Saturday, June 14, 2008

RIP, Tim Russert

Like everyone, I was sadly shocked to hear that Tim Russert died yesterday. For a political junkie like me, it was a bad day. He will be sadly missed on Election Night in November. Who will be there with a dry-erase board working out Electoral College possibilities? I know John King at CNN has that super high-tech touch-screen thing, but it's just not the same. Seriously, though, Tim Russert will be missed for the dedication and intelligence he brought to his job. Clearly, he loved what he was doing, and it showed. And he asked good questions, not crap questions like, "Where's your flag pin?" or, "How much do you think Reverend Wright loves America? Does he love it more than he loves his dog?" Okay, so a viewer/voter asked the flag pin question, thus further eroding my faith in democracy. Russert seemed like a really nice guy who just happened to host the most important political talk show on TV. On NBC's nightly news last night, Brian Williams talked to two colleagues who had both asked Russert to be the godfather to their sons. I think that says a lot about the kind of guy Tim Russert was, on and off-screen. He will be missed.

6 comments:

Uncle E said...

Nice to have you back, Mark! And since you're back, I'm gonna post a link to your site, if that's ok, on mine. Not that I get a tome, but what the hell...

Mark said...

Hi Uncle E, it's good to be back! I will always accept someone linking to my site! I finally played around with the settings enough to figure out how I could add links to other sites. So I added your site to the links. I'm amazed at the extent of your musical knowledge! How many CD's do you own?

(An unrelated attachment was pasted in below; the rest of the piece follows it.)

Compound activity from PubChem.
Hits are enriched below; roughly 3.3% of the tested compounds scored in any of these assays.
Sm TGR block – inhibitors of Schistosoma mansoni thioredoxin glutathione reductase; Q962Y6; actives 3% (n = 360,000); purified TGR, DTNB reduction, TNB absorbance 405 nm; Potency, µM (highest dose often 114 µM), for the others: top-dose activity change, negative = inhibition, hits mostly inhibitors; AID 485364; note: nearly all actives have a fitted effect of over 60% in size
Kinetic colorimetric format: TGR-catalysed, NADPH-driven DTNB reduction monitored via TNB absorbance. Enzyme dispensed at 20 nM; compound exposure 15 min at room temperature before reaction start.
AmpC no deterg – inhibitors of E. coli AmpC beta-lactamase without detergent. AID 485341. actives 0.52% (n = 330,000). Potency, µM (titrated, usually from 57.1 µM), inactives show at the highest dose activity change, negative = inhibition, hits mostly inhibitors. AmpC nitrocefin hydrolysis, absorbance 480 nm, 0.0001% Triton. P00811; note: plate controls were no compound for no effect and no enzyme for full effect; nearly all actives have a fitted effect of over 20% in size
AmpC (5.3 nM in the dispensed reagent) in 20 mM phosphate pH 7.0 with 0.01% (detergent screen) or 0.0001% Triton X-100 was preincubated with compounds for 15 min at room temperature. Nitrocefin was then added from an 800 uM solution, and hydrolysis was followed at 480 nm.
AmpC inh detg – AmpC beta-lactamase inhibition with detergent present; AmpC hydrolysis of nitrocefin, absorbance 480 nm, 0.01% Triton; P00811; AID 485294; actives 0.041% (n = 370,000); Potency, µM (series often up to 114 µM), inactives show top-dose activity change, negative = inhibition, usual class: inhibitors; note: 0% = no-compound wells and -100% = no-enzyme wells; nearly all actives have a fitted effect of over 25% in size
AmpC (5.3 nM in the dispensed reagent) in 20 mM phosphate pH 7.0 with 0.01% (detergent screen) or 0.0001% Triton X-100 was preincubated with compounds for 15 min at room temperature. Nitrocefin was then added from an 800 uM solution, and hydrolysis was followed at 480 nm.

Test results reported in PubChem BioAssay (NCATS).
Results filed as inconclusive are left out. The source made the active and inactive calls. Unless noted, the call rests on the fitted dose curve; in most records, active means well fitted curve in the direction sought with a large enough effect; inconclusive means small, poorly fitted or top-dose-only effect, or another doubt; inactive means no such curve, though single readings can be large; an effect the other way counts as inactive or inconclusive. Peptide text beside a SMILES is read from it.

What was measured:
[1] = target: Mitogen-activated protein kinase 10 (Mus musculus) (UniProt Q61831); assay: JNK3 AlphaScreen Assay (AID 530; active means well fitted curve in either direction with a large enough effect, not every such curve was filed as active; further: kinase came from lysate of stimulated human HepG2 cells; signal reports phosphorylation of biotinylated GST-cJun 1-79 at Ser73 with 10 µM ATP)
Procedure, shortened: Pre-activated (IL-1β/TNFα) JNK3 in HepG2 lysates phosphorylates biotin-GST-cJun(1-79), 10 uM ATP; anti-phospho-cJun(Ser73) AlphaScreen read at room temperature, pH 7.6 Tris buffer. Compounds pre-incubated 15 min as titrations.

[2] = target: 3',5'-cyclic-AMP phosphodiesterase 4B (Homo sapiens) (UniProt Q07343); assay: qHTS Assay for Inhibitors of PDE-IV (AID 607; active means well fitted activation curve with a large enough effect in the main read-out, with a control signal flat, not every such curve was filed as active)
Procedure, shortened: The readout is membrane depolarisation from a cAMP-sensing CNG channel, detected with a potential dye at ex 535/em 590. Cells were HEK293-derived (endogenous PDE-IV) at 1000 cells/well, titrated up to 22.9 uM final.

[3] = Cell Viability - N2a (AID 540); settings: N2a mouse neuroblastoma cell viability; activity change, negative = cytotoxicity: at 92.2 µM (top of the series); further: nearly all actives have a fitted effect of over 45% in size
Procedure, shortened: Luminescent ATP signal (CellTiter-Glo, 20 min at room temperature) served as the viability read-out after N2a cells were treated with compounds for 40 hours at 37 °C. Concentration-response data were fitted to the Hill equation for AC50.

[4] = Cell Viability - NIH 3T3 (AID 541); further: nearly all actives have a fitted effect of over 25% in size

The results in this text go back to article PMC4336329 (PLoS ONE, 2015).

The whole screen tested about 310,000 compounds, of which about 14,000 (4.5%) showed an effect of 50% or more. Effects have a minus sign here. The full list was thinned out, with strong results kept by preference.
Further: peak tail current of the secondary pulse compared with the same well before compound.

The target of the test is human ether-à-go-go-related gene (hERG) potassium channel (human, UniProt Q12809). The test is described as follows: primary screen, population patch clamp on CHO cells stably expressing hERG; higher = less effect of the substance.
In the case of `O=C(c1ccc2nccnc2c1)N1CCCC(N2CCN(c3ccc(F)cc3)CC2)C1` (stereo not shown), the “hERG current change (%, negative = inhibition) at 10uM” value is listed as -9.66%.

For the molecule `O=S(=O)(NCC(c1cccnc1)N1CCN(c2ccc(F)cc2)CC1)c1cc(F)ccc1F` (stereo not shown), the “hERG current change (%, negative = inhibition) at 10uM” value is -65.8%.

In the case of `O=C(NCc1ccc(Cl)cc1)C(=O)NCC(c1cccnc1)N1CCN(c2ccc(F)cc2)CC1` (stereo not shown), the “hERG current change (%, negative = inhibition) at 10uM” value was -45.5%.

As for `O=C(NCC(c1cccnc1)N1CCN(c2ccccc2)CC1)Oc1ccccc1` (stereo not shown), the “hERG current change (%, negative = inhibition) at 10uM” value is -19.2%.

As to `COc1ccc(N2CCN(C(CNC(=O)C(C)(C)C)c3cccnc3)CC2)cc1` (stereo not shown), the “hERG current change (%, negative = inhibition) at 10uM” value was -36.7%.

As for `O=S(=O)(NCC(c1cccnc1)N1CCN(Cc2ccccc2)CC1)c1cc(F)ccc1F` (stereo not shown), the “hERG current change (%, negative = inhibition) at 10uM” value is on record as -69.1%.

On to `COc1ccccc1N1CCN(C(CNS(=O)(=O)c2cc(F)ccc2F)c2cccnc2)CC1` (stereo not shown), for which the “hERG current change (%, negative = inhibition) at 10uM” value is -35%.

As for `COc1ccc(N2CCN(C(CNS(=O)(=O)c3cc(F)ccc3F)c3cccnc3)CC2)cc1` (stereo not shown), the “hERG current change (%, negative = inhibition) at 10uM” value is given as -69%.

Uncle E said...

I think the latest count was about 15 or 1,600. And thanks for the link!
Yes, I have a lot of useless second hand music knowledge stored up "there", but it's been fun~

Matty Lecroy said...

Tim Russert was a truly random and surprising death. He just was not one of those people you think is going to die, like, ever.

I remember thinking the same thing when John Ritter died. I guess he was close to the same age, maybe a little younger, and also had a heart problem. They both also had that incredible energy that made them seem ageless. I don't know how people pull that off in their 50's and even later in life -- I had a hard time doing that in my teens.

Holly A Hughes said...

Sad indeed -- like the last truly decent, unbiased man in TV news is gone forever. I always liked that he seemed so genial; he didn't shoot for gravitas, like Walter Cronkite or (less successfully) Dan Rather, but that made him all the better for engaging in a frank exchange of ideas. I'll miss him sorely, especially this coming November when we could really use a steady hand on the tiller.

Mark said...

Matty, I totally agree that Tim Russert was someone I thought would never die. (Or at least be with us for a long time to come.) I fully expected to be watching him and his dry-erase board for many, many elections to come. I don't know how he managed to have so much energy, although I bet some of it came from doing what he loved so much. But he was on NBC all the time! He'd be on the Today show, talking about whatever, then he'd be on the nightly news that same night...he worked hard.

And Holly, I liked his geniality as well. It's really something we don't see a lot of on TV right now. Tim Russert was not going to get into a screaming match with a Senator. And he will definitely be missed this November.